GREENPOINT — The city's plan for a potential satellite jail on a National Grid lot on Maspeth Avenue will be fought tooth and nail by a local councilman who says his district is already overrun by "burdensome" city facilities like waste transfer stations and homeless shelters.
"I support the move to shut down Rikers," and decrease the jail's population said Antonio Reynoso who represents parts of Greenpoint, Williamsburg, Bushwick and Ridgewood. "[But] my district is not going to be the district where they build this satellite jail."
Reynoso is the latest in a string of City Council members to decry the de Blasio administration's tentative plans for new jails their districts, as DNAinfo earlier reported.
Last week, DNAinfo first reported that the de Blasio administration had quietly begun to explore a number of sites in the outer boroughs as places to build two new jails for inmates transferred from Rikers Island, in a push to shut down the beleaguered facility.
When DNAinfo reported Monday that the National Grid lot in Greenpoint was also being considered by the administration, Reynoso rushed to speak with officials from the mayor's and the speaker's offices, he said.
"They're both telling me that any conversations about that are premature," he said, though the administration didn't deny they were eyeing the Greenpoint lot.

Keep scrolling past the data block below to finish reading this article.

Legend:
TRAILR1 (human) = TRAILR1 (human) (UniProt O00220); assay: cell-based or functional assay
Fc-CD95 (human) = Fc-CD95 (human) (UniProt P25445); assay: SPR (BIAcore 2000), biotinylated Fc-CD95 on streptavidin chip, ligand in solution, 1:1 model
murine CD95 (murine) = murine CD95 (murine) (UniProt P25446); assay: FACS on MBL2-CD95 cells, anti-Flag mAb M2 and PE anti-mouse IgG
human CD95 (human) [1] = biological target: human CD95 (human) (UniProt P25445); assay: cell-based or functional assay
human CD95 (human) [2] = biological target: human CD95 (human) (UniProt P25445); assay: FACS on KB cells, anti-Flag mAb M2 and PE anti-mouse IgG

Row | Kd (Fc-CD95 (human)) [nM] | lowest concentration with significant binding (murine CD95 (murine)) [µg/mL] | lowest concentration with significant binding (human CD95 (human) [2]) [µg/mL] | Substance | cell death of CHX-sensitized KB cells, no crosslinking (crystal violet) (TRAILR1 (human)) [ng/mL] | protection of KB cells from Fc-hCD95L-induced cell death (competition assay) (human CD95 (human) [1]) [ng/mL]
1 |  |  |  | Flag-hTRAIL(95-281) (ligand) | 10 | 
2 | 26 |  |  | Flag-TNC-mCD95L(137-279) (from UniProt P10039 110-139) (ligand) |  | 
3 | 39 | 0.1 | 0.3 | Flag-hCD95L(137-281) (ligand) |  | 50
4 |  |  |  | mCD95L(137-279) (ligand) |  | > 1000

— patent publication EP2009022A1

A jail is within permitted uses at the site, although the land would have to go through an extensive public review process before anything could be built there, according to city regulations.
Karen Young, a spokeswoman for National Grid said that the site at 287 Maspeth Ave. holds an "active gas operations facility" that there is "no surplus land."
"National Grid's ownership of the entire site is required to support current and future operational needs in providing utility service to customers," she said.
In an earlier statement to DNAinfo, a mayoral spokeswoman Monica Klein would not confirm or deny information concerning the sites the administration is considering for new jails.
"While the City continues to examine whether Rikers Island’s closure is feasible, our focus today remains on reform of the correctional system that will make our jails safer now, and into the future— whether at Rikers or elsewhere," Klein wrote.